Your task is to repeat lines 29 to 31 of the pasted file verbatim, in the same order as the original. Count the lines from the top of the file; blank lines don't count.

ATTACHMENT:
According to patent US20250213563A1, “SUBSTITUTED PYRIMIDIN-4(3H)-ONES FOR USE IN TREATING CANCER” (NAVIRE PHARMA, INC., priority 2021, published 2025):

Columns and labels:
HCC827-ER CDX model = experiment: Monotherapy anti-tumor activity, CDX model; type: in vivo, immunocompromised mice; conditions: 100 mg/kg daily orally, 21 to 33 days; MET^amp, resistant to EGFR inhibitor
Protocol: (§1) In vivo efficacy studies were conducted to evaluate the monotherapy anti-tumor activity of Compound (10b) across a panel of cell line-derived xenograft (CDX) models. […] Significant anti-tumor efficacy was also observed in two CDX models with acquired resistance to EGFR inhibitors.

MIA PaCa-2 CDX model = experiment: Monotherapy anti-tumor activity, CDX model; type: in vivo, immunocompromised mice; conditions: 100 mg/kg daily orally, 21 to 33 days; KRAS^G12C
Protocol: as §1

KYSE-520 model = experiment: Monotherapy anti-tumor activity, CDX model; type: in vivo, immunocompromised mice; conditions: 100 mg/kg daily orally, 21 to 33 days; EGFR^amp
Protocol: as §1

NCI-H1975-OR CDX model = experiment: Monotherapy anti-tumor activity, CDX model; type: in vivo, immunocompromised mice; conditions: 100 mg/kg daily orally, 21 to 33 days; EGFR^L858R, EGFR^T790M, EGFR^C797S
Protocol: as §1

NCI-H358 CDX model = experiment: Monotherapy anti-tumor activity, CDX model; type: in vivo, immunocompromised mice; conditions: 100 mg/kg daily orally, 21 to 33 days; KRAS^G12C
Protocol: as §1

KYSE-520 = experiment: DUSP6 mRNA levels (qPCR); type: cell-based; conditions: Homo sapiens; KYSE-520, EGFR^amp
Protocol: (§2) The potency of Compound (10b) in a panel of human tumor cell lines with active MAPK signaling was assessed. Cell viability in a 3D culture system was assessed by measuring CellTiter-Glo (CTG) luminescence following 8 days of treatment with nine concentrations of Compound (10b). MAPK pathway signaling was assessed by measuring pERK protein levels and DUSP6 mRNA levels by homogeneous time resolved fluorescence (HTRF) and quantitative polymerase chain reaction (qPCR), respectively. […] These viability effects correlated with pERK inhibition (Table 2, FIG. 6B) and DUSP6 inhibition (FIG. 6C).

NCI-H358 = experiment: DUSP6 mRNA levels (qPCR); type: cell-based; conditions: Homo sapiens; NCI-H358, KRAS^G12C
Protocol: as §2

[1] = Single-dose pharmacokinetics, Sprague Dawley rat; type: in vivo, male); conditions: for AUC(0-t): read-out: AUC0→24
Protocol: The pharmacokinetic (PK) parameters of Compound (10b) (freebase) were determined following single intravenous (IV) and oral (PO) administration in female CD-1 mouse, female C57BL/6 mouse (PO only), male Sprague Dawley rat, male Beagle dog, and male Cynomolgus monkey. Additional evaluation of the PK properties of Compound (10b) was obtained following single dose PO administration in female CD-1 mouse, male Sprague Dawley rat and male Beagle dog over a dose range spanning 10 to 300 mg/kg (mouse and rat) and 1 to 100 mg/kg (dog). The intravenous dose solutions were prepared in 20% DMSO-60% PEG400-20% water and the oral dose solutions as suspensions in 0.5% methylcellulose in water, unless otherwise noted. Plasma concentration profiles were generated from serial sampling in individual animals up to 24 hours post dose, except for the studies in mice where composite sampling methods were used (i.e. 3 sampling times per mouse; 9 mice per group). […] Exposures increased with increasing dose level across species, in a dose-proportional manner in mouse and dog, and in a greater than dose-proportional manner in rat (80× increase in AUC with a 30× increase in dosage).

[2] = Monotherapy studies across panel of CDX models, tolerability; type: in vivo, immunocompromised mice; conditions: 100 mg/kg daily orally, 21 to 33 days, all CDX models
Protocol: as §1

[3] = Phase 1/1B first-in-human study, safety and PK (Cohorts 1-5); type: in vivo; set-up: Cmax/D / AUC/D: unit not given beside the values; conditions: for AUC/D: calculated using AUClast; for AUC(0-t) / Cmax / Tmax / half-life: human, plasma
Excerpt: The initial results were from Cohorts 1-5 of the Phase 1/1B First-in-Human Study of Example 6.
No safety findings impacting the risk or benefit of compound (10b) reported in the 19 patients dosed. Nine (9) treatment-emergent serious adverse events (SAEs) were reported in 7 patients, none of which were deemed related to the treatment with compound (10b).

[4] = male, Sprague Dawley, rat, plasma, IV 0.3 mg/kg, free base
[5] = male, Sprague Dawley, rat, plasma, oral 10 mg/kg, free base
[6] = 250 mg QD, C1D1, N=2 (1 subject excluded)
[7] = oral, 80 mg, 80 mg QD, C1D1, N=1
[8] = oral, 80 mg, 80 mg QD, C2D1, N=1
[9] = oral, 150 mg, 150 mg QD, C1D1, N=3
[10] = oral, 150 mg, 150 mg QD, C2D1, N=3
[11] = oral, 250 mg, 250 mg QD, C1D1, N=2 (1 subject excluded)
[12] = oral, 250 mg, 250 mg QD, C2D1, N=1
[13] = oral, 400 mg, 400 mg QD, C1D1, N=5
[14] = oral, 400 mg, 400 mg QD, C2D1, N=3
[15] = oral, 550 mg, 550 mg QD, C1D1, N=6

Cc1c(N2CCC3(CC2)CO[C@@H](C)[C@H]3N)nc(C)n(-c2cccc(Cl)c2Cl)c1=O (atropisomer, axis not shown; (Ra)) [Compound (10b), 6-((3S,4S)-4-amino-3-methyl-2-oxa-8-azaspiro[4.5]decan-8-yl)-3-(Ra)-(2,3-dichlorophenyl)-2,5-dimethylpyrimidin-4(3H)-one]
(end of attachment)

[9] = oral, 150 mg, 150 mg QD, C1D1, N=3
[10] = oral, 150 mg, 150 mg QD, C2D1, N=3
[11] = oral, 250 mg, 250 mg QD, C1D1, N=2 (1 subject excluded)